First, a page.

Back in the halcyon days of recession Britain in 2011, I attended the first Ampersand conference, a conference dedicated solely to web typography. Web type back in those days was still pretty ground breaking stuff and most of the technical bit went straight over this designers head, but it was still a great day and it’s a conference I look back on fondly. As with most conferences the best bits are the socialising and learning off of people in the industry - <name-drop> I spent the evening chatting type design over a few pints with Tim Brown and Jason Santa Maria!</name-drop> But the highlight of the event was listening to Vincent Connare talk Comic Sans.
As with most designers at the time I despised Comic Sans. It was a rite of passage to hate Comic Sans. ‘Why do you hate Comic Sans?’ ‘ARGH, it just looks SHIT’. Yeah man, good argument. I had an irrational dislike for an idea and I couldn’t fully articulate why. In all honesty, it mostly had to do with what my peers thought of it, and that concept has it’s own term in today's society: Groupthink.
For those who don’t know, Vincent created Comic Sans for a children’s programme by Microsoft back in the 90s. He created a typeface that was suitable for children and easy to read. It’s context was appropriate and it proved popular. As Tom Stephens puts it nicely in the recent Guardian article:
'It’s almost an anti-technology typeface: very casual, very welcoming… When you use Comic Sans, you’re making a statement: “I’m more relaxed, more creative. I may be working in this area, but this job does not define me.”’
When I heard Vincent articulate as much at Ampersand it had a profound effect on me. Yes, it ‘blew my mind’. I’d been thinking about Comic Sans and, typography in general, all wrong. Not long out of film school and working in a job that - at the time - had a tendency to pull out the insecure and defensive side of me; I was arrogant and jumped on design ideologies that I aligned with vaguely and defended them single-mindedly. I felt above people that chose Comic Sans to write their children’s birthday party invites in. Now, I felt a fraud. I felt a fool. Who am I to judge that parent who has no technical design knowledge about the context of their font? Get over yourself, Nathan.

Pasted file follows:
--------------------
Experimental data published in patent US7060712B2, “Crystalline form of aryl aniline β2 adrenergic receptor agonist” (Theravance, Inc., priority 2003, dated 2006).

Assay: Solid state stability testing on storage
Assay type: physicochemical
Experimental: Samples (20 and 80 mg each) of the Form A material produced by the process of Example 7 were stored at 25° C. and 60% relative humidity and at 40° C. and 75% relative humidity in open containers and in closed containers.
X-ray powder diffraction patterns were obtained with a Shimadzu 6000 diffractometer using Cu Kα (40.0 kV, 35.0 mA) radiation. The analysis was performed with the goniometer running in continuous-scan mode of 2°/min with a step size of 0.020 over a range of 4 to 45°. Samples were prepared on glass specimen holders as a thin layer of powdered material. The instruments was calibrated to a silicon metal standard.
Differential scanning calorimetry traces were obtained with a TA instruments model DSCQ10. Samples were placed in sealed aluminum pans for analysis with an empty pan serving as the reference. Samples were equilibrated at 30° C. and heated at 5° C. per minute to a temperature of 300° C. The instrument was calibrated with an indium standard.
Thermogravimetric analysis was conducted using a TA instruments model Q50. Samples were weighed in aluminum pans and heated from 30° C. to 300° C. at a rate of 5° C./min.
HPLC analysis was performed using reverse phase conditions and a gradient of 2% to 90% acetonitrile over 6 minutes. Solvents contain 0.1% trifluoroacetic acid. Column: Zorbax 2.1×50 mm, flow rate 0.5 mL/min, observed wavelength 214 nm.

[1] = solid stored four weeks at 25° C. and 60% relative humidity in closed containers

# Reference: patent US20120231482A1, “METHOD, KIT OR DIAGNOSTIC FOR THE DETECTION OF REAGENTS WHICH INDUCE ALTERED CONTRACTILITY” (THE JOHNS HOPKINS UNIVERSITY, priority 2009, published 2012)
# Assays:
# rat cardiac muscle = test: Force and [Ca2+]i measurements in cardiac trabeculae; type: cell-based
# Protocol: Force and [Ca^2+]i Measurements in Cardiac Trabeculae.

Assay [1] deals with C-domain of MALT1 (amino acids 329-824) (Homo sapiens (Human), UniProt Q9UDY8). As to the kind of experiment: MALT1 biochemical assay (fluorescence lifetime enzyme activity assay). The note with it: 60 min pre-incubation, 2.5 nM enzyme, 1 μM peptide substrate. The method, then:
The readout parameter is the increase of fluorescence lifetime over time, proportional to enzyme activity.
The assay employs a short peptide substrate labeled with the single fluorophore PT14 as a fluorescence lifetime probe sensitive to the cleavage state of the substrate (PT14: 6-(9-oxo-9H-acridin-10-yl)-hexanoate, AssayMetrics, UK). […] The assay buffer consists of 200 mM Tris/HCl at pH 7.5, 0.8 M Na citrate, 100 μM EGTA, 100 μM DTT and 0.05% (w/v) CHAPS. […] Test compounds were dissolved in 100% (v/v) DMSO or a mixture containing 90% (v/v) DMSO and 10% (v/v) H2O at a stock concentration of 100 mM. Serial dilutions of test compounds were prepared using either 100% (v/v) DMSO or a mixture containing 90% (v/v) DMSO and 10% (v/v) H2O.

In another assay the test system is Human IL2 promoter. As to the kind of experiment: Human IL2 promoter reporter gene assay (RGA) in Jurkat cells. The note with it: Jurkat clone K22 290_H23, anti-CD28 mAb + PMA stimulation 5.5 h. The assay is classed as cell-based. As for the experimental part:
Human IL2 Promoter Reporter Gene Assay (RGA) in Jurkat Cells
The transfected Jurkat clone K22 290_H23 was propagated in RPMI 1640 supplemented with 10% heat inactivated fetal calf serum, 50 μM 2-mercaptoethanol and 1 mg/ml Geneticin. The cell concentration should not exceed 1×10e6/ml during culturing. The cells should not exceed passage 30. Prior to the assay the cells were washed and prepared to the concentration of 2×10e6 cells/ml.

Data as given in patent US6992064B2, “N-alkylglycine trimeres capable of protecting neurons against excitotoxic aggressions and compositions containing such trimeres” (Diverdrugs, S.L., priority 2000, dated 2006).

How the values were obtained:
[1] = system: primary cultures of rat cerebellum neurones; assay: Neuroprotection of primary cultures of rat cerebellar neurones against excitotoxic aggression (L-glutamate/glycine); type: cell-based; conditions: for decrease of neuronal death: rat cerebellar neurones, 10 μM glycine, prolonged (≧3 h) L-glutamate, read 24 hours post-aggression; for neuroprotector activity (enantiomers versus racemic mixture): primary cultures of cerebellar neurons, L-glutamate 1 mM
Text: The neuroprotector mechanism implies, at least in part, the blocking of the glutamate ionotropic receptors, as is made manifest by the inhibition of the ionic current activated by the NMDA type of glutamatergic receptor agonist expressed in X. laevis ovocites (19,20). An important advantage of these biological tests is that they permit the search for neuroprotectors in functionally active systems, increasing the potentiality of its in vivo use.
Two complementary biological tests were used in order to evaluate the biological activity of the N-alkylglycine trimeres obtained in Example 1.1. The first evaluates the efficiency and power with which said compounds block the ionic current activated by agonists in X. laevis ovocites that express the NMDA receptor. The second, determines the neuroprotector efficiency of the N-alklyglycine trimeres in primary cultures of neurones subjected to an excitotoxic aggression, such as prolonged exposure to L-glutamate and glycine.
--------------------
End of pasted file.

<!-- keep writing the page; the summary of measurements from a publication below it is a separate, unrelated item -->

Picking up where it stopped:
Yeah, ok, I’m not going to design my next clients logo in it, but it still has it’s place. It’s place is children’s party invites, children’s programmes, the 99p Store, graphic novels… 'Type should do exactly what it’s intended to do.’
So, why Brexit? Well, frankly, I get the same feeling about Brexit as I did Comic Sans. Every political bone in body rejects the idea of Brexit, in much the same way as it did Comic Sans. Ok, granted, there’s hell of a lot more at stake here! But, my point comes down to my own knee-jerk reaction to a differing viewpoint without context. As a nation we are more divided than ever about an idea and whilst we should celebrate our differences we must also be able to listen and place ourselves in context of those differences. It’s hard - damn hard sometimes. Not everyone shared my opinion about Comic Sans, not everyone knew about typographic best practices, and not everyone has the whole picture on the political machinations and implications of leaving European Union. When I found out that members of my own family and friends voted a certain way, my reaction was typical: knee-jerk post-rationalisations, blocking out of their opinions. It’s too easy to do that. What’s important now is that we try to understand context for differing opinions. We may not agree - I’m not saying we all need to be on the same page - but we have to now walk the same path whether we like it or not.
Asides: I had a thought that inspired this piece originally: I might start writing Brexit in Comic Sans to take the edge of it, but I got a feeling the reverse will be the case! There’s a chrome extension for you. Thanks to Laura Kalbag (@laurakalbag) for her blog post that reminded me of the parts of the talk I had lost long ago!